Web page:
It’s natural to believe that with more cameras comes more security, but that is not necessarily the case, explains SPA member Mr Eric Brouwers.
There are now over 1 billion video surveillance cameras in the world and that number is increasing rapidly. With this proliferation of CCTV cameras, how can human control room operators realistically be expected to monitor video footage in real-time? It becomes humanly and economically impossible. A massive volume of video is a challenge in itself, but what are the other challenges that the industry faces in delivering effective real-time security video monitoring?
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Ineffective and interrupted surveillance
With multiple screens to monitor, control room operators are unlikely to detect less obvious incidents displayed from targets at greater depth or in the background. And when operators do spot something that requires closer monitoring, they must rewind CCTV footage to analyze the incident in more depth.
Often, the operator will have spotted something of little or no relevance. But while they analyze the incident, their attention is drawn away from the real-time feed. That results in frequent temporary breaks in surveillance.
Network bandwidths cannot support surveillance needs
Processing billions of petabytes of video puts enormous strain on servers, while transmitting images from multiple camera locations to physically distant remote-control rooms places severe stress on telecom networks.
These huge data volumes demand super-fast data delivery so they can be effectively monitored by control room operatives. This is typically not achieved due to the bandwidth constraints of telecom networks.
Inability to capture non-predetermined threats
Traditional video analytics software relies solely on the predefined situations it has been programmed to look out for. It requires a rule to be defined that specifies the detection of a particular behavior or event and only then will the software perceive it as a threat.
But what if a threat occurs that is not foreseen or predicted? Most software on the market simply doesn’t have the capability to alert security operators to unpredicted threats.
False positive alerts
There can be many causes of false positive alerts; environmental noise, growing vegetation, moving foliage, wind, fog, rain to name just a few.
Any one of these can alert security operators to what are non-existent threats, particularly in remote locations where camera systems are less frequently maintained. These false positive alerts detract security operator attention and waste valuable time and resources.
Detecting intrusions at night
When little or no external lighting is available at night, thermal imagery is the standard. Thermal imagery provides improved night-time performance but brings the disadvantage of low resolution imagery, limited object classification and significant contrast issues at day-time temperatures.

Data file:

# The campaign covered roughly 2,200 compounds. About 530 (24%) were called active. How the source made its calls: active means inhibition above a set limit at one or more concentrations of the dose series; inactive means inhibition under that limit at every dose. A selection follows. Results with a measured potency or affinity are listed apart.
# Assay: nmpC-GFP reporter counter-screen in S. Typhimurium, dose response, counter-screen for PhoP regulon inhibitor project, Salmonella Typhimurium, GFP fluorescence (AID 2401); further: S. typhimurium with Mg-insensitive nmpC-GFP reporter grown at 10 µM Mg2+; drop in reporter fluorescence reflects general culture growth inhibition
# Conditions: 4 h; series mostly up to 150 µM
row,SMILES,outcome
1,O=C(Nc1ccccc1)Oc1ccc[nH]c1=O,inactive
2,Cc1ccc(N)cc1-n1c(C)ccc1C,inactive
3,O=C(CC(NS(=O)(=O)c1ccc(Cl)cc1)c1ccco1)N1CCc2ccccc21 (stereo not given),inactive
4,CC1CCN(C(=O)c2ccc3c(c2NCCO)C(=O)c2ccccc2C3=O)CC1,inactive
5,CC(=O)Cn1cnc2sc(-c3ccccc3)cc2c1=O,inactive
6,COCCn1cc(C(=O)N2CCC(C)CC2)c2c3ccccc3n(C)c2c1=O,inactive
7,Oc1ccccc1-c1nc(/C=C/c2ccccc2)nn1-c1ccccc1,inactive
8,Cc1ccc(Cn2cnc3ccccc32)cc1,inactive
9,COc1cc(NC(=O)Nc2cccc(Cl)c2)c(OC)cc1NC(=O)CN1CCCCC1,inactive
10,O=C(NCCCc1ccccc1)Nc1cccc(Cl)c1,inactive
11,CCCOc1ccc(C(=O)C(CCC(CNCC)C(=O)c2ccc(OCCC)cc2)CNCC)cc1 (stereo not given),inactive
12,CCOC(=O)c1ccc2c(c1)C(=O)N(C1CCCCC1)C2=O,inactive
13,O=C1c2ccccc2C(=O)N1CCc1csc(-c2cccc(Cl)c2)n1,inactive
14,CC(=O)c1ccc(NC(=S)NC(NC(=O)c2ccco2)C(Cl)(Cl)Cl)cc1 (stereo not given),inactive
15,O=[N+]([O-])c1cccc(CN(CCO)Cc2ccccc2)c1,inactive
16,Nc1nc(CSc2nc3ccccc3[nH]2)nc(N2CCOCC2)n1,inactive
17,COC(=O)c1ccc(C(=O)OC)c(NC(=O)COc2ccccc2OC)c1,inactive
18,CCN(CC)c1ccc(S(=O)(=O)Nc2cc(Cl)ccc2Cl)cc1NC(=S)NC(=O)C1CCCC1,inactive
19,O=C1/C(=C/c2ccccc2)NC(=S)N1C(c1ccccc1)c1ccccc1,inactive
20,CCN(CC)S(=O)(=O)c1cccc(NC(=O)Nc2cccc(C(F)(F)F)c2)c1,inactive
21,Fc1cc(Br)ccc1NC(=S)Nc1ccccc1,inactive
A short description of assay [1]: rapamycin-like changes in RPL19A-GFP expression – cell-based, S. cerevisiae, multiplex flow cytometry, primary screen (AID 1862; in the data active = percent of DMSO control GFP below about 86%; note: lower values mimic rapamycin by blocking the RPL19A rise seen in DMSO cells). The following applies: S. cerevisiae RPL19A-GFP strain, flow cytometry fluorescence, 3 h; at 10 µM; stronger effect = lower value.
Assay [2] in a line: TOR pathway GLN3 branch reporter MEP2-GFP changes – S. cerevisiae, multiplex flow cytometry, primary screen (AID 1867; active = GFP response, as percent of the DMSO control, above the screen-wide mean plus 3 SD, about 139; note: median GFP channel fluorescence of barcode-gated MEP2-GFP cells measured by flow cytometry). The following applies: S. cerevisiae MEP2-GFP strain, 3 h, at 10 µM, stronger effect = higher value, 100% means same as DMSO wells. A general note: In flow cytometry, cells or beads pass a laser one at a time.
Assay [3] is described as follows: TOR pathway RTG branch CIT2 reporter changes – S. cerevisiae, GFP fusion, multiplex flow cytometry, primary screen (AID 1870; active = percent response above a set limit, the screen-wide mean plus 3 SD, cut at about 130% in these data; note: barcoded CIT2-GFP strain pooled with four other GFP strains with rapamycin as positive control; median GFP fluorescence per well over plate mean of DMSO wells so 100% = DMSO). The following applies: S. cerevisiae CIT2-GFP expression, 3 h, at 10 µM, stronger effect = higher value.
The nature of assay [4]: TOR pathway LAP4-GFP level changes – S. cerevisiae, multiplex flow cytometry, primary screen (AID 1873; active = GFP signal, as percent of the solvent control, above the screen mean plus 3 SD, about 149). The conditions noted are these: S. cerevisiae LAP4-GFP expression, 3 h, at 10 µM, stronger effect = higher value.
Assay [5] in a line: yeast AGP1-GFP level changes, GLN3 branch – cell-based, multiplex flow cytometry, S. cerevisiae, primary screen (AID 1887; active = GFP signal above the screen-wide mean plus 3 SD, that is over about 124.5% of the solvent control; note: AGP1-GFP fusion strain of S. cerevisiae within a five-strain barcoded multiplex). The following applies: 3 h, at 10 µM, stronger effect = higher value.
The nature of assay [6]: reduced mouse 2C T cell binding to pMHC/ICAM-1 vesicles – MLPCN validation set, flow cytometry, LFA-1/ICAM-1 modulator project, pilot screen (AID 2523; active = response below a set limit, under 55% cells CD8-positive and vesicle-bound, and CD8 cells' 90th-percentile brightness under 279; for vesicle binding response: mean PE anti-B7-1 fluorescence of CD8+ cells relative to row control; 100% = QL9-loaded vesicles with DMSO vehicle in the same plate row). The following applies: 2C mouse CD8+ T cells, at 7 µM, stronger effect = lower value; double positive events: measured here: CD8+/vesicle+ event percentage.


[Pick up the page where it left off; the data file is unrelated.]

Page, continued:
Can there be a paradigm shift in real-time CCTV surveillance?
We are living in an age of voice-activated assistants and driverless cars. As part of this trend, many video analytics companies have introduced artificial intelligence and deep learning into their software offering.
CCTV cameras are evolving towards IoT (Internet of Things) devices that can be handled by machines rather than by humans, eliminating the need for operators to watch feeds in real-time.
Advances towards faster and more powerful computing technologies, such as multi-core CPUs and graphic processing units (GPUs), will also enable servers and devices to process vast quantities of data in much shorter time frames.
Smart cameras with onboard processing power will become more common, although there is some way to go before their onboard processing power is sufficient to handle very advanced and complex algorithms.
Advances in processing data ‘on the edge’ of surveillance areas, not necessarily onboard the cameras, can also significantly reduce the amount of data to be sent over telecom networks
Video analytics platforms that balance these processing versus bandwidth requirements are much better placed to overcome the constraints that providers are facing today. A layered software structure is the obvious architecture for this, allowing easy scaling of any project.
The next step for the industry is for AI learning capabilities to complement current deep learning technology. This ‘learning’ aspect is still new and only a few suppliers have incorporated it meaningfully into their solutions.
We believe that learning capability is the cornerstone for unbiased qualification in any situation, offering the potential to truly ‘understand’ any scene so that more efficient monitoring can take place. This capability is supported by advanced rule engines to interpret alerts from cameras and to suggest the actions that the operator should take.
There is no doubt that a major shift is underway in real-time CCTV surveillance as technological advances open the door to superior operational efficiency at lower cost.
This content was originally published here.